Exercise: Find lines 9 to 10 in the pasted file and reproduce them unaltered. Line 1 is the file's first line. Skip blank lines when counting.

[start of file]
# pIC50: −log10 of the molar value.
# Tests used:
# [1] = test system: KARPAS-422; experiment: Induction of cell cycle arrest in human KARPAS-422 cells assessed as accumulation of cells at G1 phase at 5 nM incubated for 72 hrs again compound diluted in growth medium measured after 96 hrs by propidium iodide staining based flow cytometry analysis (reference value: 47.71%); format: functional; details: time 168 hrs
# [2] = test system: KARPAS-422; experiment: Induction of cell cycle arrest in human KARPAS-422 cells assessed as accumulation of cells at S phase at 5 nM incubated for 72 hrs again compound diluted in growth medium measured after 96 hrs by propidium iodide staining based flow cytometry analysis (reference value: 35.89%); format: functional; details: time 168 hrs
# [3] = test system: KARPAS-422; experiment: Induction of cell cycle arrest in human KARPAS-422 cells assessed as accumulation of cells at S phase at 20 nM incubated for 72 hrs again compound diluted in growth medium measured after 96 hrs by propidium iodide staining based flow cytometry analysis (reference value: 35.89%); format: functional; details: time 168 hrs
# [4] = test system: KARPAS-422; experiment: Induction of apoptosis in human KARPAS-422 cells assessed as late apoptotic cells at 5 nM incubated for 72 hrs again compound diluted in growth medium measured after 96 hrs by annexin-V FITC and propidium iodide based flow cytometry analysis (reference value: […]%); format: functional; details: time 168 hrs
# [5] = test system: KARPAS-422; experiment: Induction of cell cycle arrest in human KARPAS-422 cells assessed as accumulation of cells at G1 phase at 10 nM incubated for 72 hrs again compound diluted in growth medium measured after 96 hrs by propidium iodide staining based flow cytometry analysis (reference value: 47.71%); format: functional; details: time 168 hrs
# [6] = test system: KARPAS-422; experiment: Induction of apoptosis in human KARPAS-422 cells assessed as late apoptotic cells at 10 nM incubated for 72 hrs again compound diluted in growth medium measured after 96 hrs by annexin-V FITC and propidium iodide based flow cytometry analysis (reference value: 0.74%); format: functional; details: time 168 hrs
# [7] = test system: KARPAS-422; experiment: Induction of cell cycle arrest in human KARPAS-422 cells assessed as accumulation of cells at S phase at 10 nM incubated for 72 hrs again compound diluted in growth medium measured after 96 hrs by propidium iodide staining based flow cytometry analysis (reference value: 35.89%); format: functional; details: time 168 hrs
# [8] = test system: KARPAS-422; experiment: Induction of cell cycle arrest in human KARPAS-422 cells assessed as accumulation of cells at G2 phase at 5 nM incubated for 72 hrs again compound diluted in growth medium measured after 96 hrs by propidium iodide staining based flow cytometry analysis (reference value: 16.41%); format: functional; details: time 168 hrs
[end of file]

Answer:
# [7] = test system: KARPAS-422; experiment: Induction of cell cycle arrest in human KARPAS-422 cells assessed as accumulation of cells at S phase at 10 nM incubated for 72 hrs again compound diluted in growth medium measured after 96 hrs by propidium iodide staining based flow cytometry analysis (reference value: 35.89%); format: functional; details: time 168 hrs
# [8] = test system: KARPAS-422; experiment: Induction of cell cycle arrest in human KARPAS-422 cells assessed as accumulation of cells at G2 phase at 5 nM incubated for 72 hrs again compound diluted in growth medium measured after 96 hrs by propidium iodide staining based flow cytometry analysis (reference value: 16.41%); format: functional; details: time 168 hrs